The European Commission has launched a formal antitrust investigation into potential anti-competitive practices by the online retail giant Amazon.
Amazon’s online platform serves two main functions: enabling the company to sell its own products as a retail operator; and providing independent vendors with a marketplace through which to sell their products directly to consumers. In its capacity as a marketplace, Amazon collects data on sellers’ activity on the platform; however, the Commission suspects the company of using sensitive data it has gleaned on marketplace users, the transactions they conduct and the products they sell to inform its commercial activities, in breach of the EU’s antitrust and anti-competition regulations.
The Commission’s investigation into Amazon antitrust practices will examine:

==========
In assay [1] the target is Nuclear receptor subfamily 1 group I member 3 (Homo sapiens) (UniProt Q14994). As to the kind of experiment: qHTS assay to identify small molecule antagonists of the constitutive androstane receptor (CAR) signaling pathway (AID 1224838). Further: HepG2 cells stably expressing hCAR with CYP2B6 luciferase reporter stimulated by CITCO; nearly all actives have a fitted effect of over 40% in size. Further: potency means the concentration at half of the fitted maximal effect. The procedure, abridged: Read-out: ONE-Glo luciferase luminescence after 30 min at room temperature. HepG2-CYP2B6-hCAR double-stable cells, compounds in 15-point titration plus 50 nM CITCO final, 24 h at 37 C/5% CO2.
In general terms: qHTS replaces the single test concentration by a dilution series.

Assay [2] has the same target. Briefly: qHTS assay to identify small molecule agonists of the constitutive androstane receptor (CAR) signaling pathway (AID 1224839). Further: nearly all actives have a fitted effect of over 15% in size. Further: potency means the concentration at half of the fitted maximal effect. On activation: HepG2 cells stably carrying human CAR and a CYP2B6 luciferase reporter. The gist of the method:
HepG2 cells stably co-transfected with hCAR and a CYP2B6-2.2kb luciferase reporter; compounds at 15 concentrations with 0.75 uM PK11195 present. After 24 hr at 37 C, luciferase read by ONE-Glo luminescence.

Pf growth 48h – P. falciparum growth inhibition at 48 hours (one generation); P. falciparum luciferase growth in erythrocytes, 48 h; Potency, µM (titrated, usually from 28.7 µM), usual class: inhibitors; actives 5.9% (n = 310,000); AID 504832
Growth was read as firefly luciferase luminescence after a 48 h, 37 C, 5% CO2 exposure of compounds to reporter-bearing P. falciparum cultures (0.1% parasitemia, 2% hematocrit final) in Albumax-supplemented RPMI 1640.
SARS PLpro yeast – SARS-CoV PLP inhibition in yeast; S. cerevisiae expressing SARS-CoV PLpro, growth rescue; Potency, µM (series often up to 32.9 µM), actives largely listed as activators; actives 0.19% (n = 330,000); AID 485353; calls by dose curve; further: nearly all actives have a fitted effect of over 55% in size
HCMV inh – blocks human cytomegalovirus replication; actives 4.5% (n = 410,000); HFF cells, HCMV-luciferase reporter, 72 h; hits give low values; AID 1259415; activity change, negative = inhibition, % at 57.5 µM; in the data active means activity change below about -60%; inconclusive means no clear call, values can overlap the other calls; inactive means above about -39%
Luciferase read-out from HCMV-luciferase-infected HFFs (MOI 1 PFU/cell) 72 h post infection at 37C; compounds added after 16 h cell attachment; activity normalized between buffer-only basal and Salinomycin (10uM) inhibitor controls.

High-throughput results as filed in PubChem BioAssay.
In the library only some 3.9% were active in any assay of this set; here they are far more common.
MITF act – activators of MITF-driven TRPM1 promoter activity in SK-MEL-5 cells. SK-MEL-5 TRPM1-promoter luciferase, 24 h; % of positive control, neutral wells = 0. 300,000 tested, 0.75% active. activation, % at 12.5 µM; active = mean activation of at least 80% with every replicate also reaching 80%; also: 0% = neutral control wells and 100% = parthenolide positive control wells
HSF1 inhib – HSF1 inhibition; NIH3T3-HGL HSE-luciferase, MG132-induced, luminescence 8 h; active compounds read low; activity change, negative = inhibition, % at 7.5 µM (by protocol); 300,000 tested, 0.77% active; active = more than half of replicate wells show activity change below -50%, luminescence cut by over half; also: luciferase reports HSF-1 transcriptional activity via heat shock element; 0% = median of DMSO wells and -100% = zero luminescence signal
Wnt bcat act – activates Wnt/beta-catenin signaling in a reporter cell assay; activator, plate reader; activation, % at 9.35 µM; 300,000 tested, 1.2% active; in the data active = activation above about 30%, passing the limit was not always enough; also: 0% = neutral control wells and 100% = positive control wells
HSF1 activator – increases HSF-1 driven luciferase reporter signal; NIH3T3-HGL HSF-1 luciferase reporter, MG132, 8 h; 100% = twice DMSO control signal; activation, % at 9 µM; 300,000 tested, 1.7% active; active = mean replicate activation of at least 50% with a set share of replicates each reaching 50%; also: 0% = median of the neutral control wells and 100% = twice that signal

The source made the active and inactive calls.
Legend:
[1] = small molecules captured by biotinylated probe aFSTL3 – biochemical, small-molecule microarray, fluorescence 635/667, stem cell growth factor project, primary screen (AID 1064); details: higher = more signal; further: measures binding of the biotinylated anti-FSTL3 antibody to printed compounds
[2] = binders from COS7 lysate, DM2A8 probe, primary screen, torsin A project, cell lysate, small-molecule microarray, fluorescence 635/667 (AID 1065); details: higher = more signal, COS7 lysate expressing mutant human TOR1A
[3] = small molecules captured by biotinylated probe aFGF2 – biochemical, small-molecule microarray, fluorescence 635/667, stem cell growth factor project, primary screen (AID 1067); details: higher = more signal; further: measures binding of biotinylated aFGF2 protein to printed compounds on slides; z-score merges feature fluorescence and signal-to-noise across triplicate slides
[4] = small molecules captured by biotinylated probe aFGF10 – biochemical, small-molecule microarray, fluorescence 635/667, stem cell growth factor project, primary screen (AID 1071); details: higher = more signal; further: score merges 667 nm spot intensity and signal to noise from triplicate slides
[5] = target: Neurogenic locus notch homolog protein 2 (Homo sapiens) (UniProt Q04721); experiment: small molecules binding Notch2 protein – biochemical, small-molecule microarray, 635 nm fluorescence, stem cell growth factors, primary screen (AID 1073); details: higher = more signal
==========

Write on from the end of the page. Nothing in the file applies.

- The terms of Amazon’s standard agreement with sellers using its marketplace regarding the collection and analysis of data, with particular reference to whether Amazon’s possession of market seller data could affect its competitive status; and
- The usage of seller data in allocating coveted ‘Buy Box’ status, whereby retailers receive prominent placing on the marketplace webpage and customers are able to add items directly to their shopping carts from selected retailers.
Commissioner Margrethe Vestager, in charge of competition policy, said: “European consumers are increasingly shopping online. E-commerce has boosted retail competition and brought more choice and better prices. We need to ensure that large online platforms don’t eliminate these benefits through anti-competitive behaviour. I have therefore decided to take a very close look at Amazon’s business practices and its dual role as marketplace and retailer, to assess its compliance with EU competition rules.”
If proven to be accurate, the Amazon antitrust allegations would show the company to have breached EU laws governing anticompetitive practices and abuse of a dominant position. The Commission has informed Amazon of its decision to open the investigation, which it says will be conducted ‘as a matter of priority’.